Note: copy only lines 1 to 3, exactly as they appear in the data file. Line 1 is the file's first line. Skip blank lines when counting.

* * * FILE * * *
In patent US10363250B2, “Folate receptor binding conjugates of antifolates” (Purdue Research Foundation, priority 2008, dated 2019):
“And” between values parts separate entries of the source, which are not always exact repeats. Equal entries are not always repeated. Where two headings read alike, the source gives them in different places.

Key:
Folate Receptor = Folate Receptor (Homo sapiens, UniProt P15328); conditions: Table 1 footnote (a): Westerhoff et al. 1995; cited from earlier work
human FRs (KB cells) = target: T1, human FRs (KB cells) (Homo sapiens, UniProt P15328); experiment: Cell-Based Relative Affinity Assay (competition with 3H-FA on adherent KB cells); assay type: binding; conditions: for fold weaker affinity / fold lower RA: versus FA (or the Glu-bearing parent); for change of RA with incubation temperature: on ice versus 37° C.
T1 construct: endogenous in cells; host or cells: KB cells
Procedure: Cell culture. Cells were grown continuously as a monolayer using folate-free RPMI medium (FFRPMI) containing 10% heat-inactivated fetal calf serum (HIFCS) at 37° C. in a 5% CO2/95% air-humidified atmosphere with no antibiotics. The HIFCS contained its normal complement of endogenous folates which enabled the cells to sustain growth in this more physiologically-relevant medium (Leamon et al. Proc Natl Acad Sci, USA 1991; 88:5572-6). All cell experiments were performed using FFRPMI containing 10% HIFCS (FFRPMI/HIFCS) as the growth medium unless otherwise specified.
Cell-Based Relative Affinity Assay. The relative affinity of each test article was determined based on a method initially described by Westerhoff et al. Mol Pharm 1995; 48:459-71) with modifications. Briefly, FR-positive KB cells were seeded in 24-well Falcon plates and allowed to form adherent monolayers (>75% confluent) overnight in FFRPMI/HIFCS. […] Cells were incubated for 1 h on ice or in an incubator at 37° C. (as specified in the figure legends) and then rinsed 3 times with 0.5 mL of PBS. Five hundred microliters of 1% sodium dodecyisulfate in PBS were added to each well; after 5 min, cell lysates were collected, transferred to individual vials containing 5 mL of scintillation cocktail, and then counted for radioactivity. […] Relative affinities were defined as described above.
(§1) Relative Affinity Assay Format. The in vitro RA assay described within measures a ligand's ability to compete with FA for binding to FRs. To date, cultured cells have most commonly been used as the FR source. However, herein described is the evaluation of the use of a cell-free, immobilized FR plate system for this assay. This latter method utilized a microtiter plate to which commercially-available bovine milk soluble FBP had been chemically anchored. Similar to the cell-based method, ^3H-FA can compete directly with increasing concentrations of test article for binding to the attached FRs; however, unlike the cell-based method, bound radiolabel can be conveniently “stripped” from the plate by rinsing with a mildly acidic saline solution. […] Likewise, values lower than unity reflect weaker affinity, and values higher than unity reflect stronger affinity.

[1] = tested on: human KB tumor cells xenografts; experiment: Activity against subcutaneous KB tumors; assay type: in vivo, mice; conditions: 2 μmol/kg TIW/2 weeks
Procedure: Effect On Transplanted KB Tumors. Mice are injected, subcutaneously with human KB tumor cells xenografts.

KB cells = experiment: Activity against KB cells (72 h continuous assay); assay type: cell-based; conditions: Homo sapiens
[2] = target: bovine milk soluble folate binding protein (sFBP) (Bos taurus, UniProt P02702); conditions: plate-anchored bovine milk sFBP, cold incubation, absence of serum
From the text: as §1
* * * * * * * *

In patent US10363250B2, “Folate receptor binding conjugates of antifolates” (Purdue Research Foundation, priority 2008, dated 2019):
“And” between values parts separate entries of the source, which are not always exact repeats. Equal entries are not always repeated. Where two headings read alike, the source gives them in different places.

Key: